The transformation we are witnessing in our cities and in our population are certain to be one of the pressing challenges facing the global community in the 21st century.Cities are based on a number of different systems – infrastructures, networks and environments – central to their operation and development: city services, citizens, business, transport, communication, water and energy. The effectiveness and efficiency of these systems determine how a city works and how successful it is at delivering its goals. These systems are not discrete and must be considered holistically, as well as Individually.However, these foretold disasters might occur soon even before 2030 if: our city planning system remain inefficient. If we fail to innovate for our cities across the world and revitalize our Agric-food systems, Housing and buildings systems, Communication systems ,Human security systems, Cultural systems ,Land use systems, Decision support systems, Materials systems, Economic development systems ,Mobility systems, Energy systems ,Natural habitat & green space systems, First Nations systems, Social equity systems, Governance systems ,Water systems, Health and well-being systems globally, then the disaster will strike badly.
I dont want to reinvent the wheel , I want to use it to its maximum potential . That entails founding Global Centre for Cities Innovation and Revitalization as a constituted body or perhaps organization that will be saddled with the responsibility of innovating, inventing, experimenting, creating and assessing the part to prosperity for cities globally in order to reduce the menace of the foretold disasters. The centre will recruit next-generation thinkers, strategists, in the areas of urbanism, architecture, art, design, science, technology, education, and sustainability. The centre will address issues of contemporary urban life through programs, public discourse, idea exchange, invention and innovation. My goal is the exploration of new ideas, experimentation, and ultimately the creation of forward-thinking solutions for cities around the world. The centre, just like the United Nations will help the world to prevent, prepare, respond and adapt to future disasters.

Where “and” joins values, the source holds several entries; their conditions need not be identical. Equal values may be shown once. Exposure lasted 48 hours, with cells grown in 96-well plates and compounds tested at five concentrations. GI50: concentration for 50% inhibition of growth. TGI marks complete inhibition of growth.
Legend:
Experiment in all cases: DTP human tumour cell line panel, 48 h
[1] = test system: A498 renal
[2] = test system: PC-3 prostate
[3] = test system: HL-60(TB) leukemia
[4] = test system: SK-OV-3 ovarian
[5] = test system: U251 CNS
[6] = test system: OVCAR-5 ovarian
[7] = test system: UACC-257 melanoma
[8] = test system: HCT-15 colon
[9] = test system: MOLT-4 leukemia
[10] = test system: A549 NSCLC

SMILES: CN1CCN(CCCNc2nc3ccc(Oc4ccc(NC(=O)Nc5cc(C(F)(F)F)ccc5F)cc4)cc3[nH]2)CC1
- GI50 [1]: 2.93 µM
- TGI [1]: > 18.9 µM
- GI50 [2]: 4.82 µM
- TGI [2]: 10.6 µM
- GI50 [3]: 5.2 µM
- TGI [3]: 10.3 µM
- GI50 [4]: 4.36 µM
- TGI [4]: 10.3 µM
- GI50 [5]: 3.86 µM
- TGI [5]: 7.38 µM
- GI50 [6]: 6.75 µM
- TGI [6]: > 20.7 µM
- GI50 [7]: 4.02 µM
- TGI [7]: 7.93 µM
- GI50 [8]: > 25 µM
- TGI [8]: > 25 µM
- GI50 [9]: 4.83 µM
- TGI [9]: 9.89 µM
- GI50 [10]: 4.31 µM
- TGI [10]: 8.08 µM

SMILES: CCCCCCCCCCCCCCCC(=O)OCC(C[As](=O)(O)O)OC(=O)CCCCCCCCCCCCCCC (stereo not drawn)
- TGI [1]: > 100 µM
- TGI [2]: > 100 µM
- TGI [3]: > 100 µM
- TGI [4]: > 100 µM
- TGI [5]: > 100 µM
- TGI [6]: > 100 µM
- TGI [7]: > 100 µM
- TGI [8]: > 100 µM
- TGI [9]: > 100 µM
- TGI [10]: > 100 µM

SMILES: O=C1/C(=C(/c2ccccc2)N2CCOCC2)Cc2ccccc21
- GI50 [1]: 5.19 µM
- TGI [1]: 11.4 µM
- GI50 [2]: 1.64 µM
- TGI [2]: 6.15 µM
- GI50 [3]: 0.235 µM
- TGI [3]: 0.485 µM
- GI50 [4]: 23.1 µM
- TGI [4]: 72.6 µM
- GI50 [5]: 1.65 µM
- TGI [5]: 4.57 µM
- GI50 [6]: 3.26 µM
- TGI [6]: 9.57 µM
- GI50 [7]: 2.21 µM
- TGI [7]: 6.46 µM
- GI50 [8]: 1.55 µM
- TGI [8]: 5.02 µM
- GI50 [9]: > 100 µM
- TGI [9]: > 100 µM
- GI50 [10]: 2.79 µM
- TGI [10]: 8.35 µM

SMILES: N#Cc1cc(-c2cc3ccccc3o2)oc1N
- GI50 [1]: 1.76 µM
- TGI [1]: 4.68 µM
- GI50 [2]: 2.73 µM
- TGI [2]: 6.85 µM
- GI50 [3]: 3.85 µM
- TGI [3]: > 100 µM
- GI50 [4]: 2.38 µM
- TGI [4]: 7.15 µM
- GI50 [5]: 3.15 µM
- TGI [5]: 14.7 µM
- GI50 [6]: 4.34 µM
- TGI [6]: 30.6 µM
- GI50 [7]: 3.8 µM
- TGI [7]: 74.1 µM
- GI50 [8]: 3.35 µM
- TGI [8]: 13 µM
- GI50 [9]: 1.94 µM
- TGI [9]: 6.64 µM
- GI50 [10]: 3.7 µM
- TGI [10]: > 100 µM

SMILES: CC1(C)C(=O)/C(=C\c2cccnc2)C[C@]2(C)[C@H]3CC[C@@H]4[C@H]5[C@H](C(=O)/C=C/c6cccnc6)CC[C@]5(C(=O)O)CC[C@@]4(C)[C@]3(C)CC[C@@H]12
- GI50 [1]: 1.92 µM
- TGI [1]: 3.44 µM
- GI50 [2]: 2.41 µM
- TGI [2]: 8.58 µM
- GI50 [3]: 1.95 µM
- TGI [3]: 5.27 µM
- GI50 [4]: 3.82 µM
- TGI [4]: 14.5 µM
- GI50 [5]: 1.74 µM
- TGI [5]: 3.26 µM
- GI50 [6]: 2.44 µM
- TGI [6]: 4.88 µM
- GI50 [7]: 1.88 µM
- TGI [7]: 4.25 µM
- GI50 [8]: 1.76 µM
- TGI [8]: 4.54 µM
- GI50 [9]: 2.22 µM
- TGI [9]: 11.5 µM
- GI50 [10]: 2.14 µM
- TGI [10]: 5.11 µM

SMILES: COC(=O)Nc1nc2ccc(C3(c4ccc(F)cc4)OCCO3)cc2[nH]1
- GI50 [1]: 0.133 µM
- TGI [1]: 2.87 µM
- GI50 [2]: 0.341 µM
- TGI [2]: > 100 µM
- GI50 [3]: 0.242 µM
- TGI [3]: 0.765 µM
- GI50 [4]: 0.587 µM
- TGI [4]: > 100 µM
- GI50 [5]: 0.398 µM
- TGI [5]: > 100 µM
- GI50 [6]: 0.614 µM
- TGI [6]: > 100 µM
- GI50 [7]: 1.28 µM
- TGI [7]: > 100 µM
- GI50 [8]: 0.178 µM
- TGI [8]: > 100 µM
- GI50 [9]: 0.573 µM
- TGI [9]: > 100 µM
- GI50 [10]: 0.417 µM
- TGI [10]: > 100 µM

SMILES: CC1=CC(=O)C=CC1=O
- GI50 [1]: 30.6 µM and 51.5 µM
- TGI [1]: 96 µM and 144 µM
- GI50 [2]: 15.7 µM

Global Centre for Cities Innovation and Revitalization (GCCIR) will be an organization with international presence in countries and cities around the world created to promote world cities livability, sustainability, revitalization and growth. The GCCIR will be an organization for cities that agree to cooperate with one another. It will bring together cities that are rich and poor, large and small, and have different social and political systems. Member cities will pledge to cooperate with one another working towards achieving common goals of sustainability and growth in all ramifications. The organization will have a Secretariat and it will be located in Slovenia. The Secretariat will be the GCCIR’s executive branch. It will oversee the administration of the GCCIR’s programs and policies and carries out day-to-day operations. This branch will be headed by the secretary general, who will act as the GCCIR’s spokesperson. GCCIR will be funded by dues paid by each of its members. Each cities due will be based upon its wealth and ability to pay. The GCCIR will also require cities to make financial contributions to its developmental efforts. In addition, GCCIR will seek for collaboration with organizations , companies, for profit and non profit sector for voluntary contributions to support various GCCIR programs across the globe.. GCCIR expertise will also feature Open Innovation (OI). GCCIR will help expand corporate innovation capabilities by building a more collaborative approach to problem solving, and providing the means to tap into the best minds within GCCIR Community throughout the world. By unleashing human creativity, passion and diversity, we can solve problems that matter to our world, business and society.